Boxing Day Tube strike: No appeal against ruling

Tube strike notice on Boxing Day 2010
Image caption There were severe disruptions on almost all Tube lines during the strike on Boxing Day in 2010

London Underground (LU) has said it will not appeal against the High Court's refusal to halt a 24-hour Tube drivers' strike on Boxing Day.

Mr Justice Eder rejected LU's attempt to secure an injunction on the grounds it claimed Aslef breached trade union laws while balloting for strike.

Aslef wants triple pay and an extra day off for drivers for working on the bank holiday. It said the ballot was lawful.

LU said it would not go to the Court of Appeal to try to overturn the decision.

Lawyers for LU argued in court that the union had created a "false mandate" for the strike by extending the ballot to those people who were not rostered to work on the bank holiday.

Disruption 'regrettable'

It also cited the inconvenience the walk-out would cause to shoppers and businesses on the first day of the post-Christmas sale.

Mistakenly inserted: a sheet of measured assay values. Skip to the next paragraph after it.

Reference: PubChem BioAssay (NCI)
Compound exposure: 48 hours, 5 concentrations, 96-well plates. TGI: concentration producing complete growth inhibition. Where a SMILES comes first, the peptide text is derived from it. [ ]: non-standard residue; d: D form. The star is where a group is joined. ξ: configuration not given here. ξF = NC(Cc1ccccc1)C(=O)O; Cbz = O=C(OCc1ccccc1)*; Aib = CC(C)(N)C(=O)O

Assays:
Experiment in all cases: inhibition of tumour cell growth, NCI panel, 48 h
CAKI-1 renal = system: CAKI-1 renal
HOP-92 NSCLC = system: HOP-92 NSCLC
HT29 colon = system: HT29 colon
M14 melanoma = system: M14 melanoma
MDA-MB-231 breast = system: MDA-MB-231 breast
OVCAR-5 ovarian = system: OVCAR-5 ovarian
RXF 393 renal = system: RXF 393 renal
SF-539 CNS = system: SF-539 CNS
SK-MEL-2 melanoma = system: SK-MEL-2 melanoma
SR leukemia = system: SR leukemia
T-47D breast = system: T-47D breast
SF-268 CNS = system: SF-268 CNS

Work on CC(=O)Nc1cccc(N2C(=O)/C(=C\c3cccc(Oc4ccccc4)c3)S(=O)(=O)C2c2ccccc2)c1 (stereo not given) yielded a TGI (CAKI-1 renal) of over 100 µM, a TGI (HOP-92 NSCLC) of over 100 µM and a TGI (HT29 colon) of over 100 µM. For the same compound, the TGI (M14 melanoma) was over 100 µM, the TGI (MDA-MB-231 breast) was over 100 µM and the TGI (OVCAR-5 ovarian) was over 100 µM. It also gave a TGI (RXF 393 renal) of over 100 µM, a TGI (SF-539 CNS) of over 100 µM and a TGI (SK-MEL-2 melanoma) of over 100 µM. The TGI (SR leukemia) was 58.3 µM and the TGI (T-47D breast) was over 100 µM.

Mr Justice Eder said the disruption caused because of the strike was "regrettable" but the strike was "inevitable".

"I do not consider that the fact that the ballot included persons who would not themselves go on strike renders the ballot held in breach of (legislation)," he added.

Aslef members plan to walk out again on 16 January, 3 February and 13 February over the same issues.

Arsenal moved their Premier League game with Wolves to 27 December because of the strike.

Services were severely disrupted on Boxing Day last year when drivers walked out over the "long-running" dispute.

More on this story

Related Internet links

The BBC is not responsible for the content of external Internet sites